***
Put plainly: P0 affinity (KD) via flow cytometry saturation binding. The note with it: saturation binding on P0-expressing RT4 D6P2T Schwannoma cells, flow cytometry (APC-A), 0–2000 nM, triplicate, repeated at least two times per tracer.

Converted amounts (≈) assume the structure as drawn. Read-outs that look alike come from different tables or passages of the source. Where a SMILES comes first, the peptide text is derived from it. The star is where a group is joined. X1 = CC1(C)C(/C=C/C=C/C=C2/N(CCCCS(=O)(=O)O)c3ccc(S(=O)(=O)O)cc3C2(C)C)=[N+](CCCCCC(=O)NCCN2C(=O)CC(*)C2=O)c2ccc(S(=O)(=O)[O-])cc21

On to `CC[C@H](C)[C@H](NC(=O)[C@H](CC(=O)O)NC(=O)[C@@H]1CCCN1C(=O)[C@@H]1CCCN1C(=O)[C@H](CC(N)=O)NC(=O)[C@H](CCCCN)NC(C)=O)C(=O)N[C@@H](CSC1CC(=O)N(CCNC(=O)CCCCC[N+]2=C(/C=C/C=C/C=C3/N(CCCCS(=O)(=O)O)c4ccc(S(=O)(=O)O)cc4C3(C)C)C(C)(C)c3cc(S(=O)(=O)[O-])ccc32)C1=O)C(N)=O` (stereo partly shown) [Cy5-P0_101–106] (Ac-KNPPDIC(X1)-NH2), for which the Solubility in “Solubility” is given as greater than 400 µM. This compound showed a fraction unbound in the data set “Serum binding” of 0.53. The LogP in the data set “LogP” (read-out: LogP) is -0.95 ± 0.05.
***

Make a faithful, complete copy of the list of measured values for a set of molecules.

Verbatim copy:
Put plainly: P0 affinity (KD) via flow cytometry saturation binding. The note with it: saturation binding on P0-expressing RT4 D6P2T Schwannoma cells, flow cytometry (APC-A), 0–2000 nM, triplicate, repeated at least two times per tracer.

Converted amounts (≈) assume the structure as drawn. Read-outs that look alike come from different tables or passages of the source. Where a SMILES comes first, the peptide text is derived from it. The star is where a group is joined. X1 = CC1(C)C(/C=C/C=C/C=C2/N(CCCCS(=O)(=O)O)c3ccc(S(=O)(=O)O)cc3C2(C)C)=[N+](CCCCCC(=O)NCCN2C(=O)CC(*)C2=O)c2ccc(S(=O)(=O)[O-])cc21

On to `CC[C@H](C)[C@H](NC(=O)[C@H](CC(=O)O)NC(=O)[C@@H]1CCCN1C(=O)[C@@H]1CCCN1C(=O)[C@H](CC(N)=O)NC(=O)[C@H](CCCCN)NC(C)=O)C(=O)N[C@@H](CSC1CC(=O)N(CCNC(=O)CCCCC[N+]2=C(/C=C/C=C/C=C3/N(CCCCS(=O)(=O)O)c4ccc(S(=O)(=O)O)cc4C3(C)C)C(C)(C)c3cc(S(=O)(=O)[O-])ccc32)C1=O)C(N)=O` (stereo partly shown) [Cy5-P0_101–106] (Ac-KNPPDIC(X1)-NH2), for which the Solubility in “Solubility” is given as greater than 400 µM. This compound showed a fraction unbound in the data set “Serum binding” of 0.53. The LogP in the data set “LogP” (read-out: LogP) is -0.95 ± 0.05.